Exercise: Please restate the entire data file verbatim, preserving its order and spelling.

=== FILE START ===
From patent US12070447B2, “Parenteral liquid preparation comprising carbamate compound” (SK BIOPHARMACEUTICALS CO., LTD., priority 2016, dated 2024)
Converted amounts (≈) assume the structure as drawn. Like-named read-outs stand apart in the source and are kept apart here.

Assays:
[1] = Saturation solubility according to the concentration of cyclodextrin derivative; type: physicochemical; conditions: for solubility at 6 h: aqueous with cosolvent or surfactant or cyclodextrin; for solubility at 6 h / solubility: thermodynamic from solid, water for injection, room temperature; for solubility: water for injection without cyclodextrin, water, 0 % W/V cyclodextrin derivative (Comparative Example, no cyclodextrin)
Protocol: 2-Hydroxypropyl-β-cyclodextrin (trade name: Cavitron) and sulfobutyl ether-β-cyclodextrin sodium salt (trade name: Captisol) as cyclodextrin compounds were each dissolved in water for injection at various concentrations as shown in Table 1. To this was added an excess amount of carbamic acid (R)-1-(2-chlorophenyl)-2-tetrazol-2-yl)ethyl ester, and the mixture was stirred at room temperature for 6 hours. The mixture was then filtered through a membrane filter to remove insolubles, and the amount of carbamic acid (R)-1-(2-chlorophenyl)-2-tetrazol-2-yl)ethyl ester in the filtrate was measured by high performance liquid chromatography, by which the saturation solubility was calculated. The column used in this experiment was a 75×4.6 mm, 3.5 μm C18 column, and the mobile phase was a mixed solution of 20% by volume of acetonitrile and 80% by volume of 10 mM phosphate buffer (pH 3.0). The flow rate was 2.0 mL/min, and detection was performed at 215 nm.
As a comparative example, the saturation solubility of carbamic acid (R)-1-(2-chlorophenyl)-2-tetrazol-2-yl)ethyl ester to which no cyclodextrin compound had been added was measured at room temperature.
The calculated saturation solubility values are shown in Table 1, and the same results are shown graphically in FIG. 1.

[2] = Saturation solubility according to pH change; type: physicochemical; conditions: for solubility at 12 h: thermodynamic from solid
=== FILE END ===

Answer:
From patent US12070447B2, “Parenteral liquid preparation comprising carbamate compound” (SK BIOPHARMACEUTICALS CO., LTD., priority 2016, dated 2024)
Converted amounts (≈) assume the structure as drawn. Like-named read-outs stand apart in the source and are kept apart here.

Assays:
[1] = Saturation solubility according to the concentration of cyclodextrin derivative; type: physicochemical; conditions: for solubility at 6 h: aqueous with cosolvent or surfactant or cyclodextrin; for solubility at 6 h / solubility: thermodynamic from solid, water for injection, room temperature; for solubility: water for injection without cyclodextrin, water, 0 % W/V cyclodextrin derivative (Comparative Example, no cyclodextrin)
Protocol: 2-Hydroxypropyl-β-cyclodextrin (trade name: Cavitron) and sulfobutyl ether-β-cyclodextrin sodium salt (trade name: Captisol) as cyclodextrin compounds were each dissolved in water for injection at various concentrations as shown in Table 1. To this was added an excess amount of carbamic acid (R)-1-(2-chlorophenyl)-2-tetrazol-2-yl)ethyl ester, and the mixture was stirred at room temperature for 6 hours. The mixture was then filtered through a membrane filter to remove insolubles, and the amount of carbamic acid (R)-1-(2-chlorophenyl)-2-tetrazol-2-yl)ethyl ester in the filtrate was measured by high performance liquid chromatography, by which the saturation solubility was calculated. The column used in this experiment was a 75×4.6 mm, 3.5 μm C18 column, and the mobile phase was a mixed solution of 20% by volume of acetonitrile and 80% by volume of 10 mM phosphate buffer (pH 3.0). The flow rate was 2.0 mL/min, and detection was performed at 215 nm.
As a comparative example, the saturation solubility of carbamic acid (R)-1-(2-chlorophenyl)-2-tetrazol-2-yl)ethyl ester to which no cyclodextrin compound had been added was measured at room temperature.
The calculated saturation solubility values are shown in Table 1, and the same results are shown graphically in FIG. 1.

[2] = Saturation solubility according to pH change; type: physicochemical; conditions: for solubility at 12 h: thermodynamic from solid